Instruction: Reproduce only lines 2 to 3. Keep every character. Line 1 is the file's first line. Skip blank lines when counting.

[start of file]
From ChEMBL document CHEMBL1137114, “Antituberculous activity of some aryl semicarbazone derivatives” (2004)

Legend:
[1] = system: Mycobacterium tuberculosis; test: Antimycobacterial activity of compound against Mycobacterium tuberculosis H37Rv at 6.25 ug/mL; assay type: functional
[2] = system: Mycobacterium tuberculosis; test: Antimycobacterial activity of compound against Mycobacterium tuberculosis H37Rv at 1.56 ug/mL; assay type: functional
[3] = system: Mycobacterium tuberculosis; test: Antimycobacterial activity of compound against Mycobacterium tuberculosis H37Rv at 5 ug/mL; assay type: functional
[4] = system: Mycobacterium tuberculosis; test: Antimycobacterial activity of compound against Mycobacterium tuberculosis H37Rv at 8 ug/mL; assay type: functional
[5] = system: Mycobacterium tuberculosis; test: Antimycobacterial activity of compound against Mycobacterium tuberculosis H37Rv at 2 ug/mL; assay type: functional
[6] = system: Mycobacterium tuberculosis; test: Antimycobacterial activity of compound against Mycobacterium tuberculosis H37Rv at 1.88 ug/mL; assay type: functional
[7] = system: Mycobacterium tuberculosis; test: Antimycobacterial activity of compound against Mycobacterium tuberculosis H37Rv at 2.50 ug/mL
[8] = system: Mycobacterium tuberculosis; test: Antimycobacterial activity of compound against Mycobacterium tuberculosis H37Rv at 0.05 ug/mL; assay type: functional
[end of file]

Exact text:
Legend:
[1] = system: Mycobacterium tuberculosis; test: Antimycobacterial activity of compound against Mycobacterium tuberculosis H37Rv at 6.25 ug/mL; assay type: functional